KOLKATA, November 14, 2017 /PRNewswire/ --
Kolkata city is home to some of the most revered places of worship of Hinduism. The seat of divine female power, Shakti, the Dakshineswar Kali temple draws huge numbers of devotees all around the year and is one of the most visited places of worship in Kolkata.
In the earlier days, visiting by boat was one of the most preferred ways to reach the temple, and by road being the second. The approach road to the temple, that was once predominantly pedestrian, now caters to growing vehicular traffic of private cars, taxis, two wheelers and goods vehicles. Increased footfalls over the years have brought in a lot of shops and kiosks catering to the visitors. Finding no other space to occupy, these shops have filled the footpath, pushing pedestrians to the road jostling for space with rickshaws, cars and goods vehicles. Further, the approach road is extremely slow moving and congested during regular days and a logistics nightmare on festive days.
The temple is accessed through a single 10.5 meters wide road, almost 400 meters in length. There is no scope for expansion laterally since either side is occupied by Railway staff quarters. The street originates at a traffic roundabout, leading to Vivekanand Setu on the western direction and Ramkrishna Paramhans Dev Road leading north. This roundabout is also the entrance point for the Dakshineswar temple Railway Station and the bus stop. The convergence of buses, cars, slow-moving traffic like rickshaws, railway commuters and goods vehicles cause massive pile-up at the rotary.
Therefore, this roundabout is the first point of focus for an intervention, followed by the approach road to the temple . Collating the design brief from the West Bengal Government and KMDA for resolving this situation,Design Forum International conceptualized 380 meters long and 10.5 meters wide Skywalk. This state-of-the-art Skywalk creates a connection between the roundabout and the entrance gates of the temple compound with a provision of 12 escalators, 4 elevators and 8 staircases to allow devotees and users to embark and disembark from the Skywalk. The Skywalk also relocates over 200 shops that are currently operating on the Rani Rashmoni Road; it integrates the walking con-course, shops, escalators and elevators with a provision to connect it to the Railways footbridge as well, with separate lanes for motorized and non-motorized.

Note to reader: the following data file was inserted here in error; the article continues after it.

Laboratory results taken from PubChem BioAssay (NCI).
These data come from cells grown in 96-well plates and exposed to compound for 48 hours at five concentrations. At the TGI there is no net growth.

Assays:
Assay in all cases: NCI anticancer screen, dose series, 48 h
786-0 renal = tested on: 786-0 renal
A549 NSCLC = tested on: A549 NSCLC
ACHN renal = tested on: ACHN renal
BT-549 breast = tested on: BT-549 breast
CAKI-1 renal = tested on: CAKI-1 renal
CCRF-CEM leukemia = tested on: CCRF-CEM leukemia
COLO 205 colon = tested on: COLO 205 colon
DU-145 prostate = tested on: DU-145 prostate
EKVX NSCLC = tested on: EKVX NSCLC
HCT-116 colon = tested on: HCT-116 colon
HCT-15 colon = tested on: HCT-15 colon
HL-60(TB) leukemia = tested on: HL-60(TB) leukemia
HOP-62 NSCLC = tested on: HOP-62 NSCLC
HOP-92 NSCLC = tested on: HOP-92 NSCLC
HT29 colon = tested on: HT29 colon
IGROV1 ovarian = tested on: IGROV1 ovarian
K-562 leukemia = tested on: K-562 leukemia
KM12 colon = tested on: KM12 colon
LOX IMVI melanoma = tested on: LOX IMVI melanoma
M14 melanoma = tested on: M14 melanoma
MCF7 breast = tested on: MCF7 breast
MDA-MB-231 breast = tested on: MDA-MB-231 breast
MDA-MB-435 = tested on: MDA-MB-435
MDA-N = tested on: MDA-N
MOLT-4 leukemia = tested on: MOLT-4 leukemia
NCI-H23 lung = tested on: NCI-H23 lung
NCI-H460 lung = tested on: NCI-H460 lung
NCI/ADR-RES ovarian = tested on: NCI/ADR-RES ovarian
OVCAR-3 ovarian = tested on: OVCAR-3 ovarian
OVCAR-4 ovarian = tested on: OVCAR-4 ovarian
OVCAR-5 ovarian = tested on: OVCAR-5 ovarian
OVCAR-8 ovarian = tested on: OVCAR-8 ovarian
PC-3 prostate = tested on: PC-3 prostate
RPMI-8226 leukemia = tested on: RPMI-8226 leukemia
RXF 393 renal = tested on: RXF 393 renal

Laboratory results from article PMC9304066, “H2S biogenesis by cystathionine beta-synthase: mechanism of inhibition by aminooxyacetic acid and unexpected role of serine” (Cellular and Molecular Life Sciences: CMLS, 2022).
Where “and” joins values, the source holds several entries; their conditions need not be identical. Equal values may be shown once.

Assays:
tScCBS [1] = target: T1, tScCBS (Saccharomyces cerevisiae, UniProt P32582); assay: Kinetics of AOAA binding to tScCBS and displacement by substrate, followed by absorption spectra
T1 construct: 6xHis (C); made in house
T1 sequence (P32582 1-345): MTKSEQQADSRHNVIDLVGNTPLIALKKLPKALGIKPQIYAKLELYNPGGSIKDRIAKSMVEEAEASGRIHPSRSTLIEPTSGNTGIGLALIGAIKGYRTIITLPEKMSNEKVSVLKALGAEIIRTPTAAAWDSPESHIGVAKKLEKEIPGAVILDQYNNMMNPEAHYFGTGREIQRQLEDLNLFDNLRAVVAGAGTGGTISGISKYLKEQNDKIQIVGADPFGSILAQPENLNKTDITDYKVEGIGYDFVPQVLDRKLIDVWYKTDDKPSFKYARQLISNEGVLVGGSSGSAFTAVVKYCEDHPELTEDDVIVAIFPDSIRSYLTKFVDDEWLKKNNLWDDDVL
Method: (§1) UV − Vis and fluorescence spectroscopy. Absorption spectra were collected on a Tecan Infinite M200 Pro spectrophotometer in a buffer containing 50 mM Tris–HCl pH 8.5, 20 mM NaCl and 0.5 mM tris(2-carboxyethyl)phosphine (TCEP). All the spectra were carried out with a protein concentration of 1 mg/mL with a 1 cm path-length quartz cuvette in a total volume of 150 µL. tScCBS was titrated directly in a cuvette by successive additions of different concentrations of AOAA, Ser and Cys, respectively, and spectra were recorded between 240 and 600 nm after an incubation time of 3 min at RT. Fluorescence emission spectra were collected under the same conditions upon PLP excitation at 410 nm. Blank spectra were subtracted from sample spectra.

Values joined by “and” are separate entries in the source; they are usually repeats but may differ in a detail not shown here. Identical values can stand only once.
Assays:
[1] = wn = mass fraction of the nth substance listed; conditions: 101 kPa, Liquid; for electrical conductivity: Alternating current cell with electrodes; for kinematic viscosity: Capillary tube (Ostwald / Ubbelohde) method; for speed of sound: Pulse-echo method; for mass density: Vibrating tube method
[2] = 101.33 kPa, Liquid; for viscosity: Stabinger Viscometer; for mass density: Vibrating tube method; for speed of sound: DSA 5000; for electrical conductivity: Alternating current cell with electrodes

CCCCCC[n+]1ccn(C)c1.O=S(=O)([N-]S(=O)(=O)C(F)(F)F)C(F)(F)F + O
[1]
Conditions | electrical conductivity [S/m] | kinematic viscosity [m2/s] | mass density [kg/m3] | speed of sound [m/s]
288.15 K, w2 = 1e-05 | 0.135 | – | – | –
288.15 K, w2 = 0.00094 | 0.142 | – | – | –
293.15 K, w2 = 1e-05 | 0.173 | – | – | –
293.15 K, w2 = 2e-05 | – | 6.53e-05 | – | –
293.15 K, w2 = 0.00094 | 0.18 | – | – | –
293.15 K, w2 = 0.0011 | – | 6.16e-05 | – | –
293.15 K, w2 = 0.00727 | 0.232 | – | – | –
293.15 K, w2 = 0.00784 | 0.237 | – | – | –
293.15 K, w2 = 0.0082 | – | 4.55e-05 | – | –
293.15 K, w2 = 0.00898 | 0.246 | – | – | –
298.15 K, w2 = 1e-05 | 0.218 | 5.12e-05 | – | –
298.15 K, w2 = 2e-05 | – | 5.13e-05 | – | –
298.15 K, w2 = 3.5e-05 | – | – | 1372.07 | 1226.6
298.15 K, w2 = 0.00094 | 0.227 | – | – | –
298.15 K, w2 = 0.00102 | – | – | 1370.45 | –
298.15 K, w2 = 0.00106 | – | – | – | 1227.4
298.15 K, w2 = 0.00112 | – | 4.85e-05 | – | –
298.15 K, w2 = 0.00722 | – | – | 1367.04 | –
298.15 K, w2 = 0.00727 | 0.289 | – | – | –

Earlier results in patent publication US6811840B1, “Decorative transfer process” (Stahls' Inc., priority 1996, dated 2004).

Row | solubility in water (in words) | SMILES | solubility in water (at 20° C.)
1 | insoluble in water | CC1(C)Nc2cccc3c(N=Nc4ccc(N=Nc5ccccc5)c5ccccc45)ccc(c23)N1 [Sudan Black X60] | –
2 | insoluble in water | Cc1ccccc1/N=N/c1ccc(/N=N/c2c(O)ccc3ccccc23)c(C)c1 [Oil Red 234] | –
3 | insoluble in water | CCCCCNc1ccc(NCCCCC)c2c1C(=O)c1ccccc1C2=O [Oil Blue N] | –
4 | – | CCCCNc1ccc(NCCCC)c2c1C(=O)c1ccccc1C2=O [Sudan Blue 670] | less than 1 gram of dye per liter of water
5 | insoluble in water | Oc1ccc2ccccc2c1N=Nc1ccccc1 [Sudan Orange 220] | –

There are also plans for connecting the railway footbridge to the Skywalk allowing for devotees using the Dakshineswar railway station directly from the railway platform level. There are further embarking and disembarking points at the other intersecting streets allowing for convenience of the local residents and shoppers. The temple gates end of the Skywalk has a set of 1 escalator, 1 elevator and 1 staircase on both the disembarkation and embarkation ends. All access points are treated as all-weather glass enclosures with adequate safety measures.
The Skywalk as a concept is rooted in modernity, a contemporary response to the problems generated over the years. The modernity of the concept found its reflection in the dynamism of its form, a never-ending stream of the faithful finding its reflection in the pulsating waveform, the adaptability to context found its reflection in the fluidity of its form.
About Design Forum International
In the year 1995, three young architecture graduates from IIT Kharagpur started an architectural practice called Tevatia, Chauhan & Sharma Architects (TCS). In 2003, the practice was rechristened as Design Forum International (DFI) headed by three partners Anand Sharma, Anoj Tevatia, and Goonmeet Chauhan, with a clear intent to foster an egalitarian organizational ethos where distinctive architectural talent finds self-expression and can contribute in a democratic and collaborative work environment. The practice has since grown from strength to strength pursuing a distinctive value-based architectural spirit that DFI imbues with a portfolio covering large array of work in the domain of architecture.
Design Forum International